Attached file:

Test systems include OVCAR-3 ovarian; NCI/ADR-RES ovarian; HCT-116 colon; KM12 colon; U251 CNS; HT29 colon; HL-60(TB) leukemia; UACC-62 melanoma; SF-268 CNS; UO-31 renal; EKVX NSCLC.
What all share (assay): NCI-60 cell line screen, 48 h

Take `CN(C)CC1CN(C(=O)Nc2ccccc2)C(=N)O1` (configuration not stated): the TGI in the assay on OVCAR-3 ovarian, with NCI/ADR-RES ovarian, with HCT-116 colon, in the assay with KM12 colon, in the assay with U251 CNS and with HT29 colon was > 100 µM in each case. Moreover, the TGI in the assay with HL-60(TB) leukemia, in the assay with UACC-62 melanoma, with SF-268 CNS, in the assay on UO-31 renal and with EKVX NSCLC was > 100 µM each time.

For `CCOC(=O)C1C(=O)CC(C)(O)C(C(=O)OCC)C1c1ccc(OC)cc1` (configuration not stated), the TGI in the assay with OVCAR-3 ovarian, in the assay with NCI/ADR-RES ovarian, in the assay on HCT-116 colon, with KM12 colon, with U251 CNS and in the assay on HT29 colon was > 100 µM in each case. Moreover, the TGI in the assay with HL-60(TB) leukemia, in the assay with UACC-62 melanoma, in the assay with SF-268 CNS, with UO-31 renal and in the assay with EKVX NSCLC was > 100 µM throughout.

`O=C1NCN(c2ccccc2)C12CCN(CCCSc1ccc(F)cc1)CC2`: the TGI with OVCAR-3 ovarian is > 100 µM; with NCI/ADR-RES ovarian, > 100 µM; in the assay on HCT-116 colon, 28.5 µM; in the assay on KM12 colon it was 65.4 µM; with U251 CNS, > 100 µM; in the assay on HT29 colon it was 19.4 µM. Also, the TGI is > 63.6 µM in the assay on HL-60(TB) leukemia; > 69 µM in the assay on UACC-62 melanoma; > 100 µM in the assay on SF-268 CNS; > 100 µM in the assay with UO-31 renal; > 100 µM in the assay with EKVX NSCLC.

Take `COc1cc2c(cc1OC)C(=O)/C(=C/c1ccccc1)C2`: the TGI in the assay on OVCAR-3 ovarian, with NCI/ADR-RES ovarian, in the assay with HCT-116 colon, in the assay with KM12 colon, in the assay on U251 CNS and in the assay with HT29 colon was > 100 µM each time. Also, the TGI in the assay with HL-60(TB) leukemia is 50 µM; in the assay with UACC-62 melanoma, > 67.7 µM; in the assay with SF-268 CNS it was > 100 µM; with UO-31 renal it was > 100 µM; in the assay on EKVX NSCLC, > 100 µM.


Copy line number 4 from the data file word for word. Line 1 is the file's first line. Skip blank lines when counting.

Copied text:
For `CCOC(=O)C1C(=O)CC(C)(O)C(C(=O)OCC)C1c1ccc(OC)cc1` (configuration not stated), the TGI in the assay with OVCAR-3 ovarian, in the assay with NCI/ADR-RES ovarian, in the assay on HCT-116 colon, with KM12 colon, with U251 CNS and in the assay on HT29 colon was > 100 µM in each case. Moreover, the TGI in the assay with HL-60(TB) leukemia, in the assay with UACC-62 melanoma, in the assay with SF-268 CNS, with UO-31 renal and in the assay with EKVX NSCLC was > 100 µM throughout.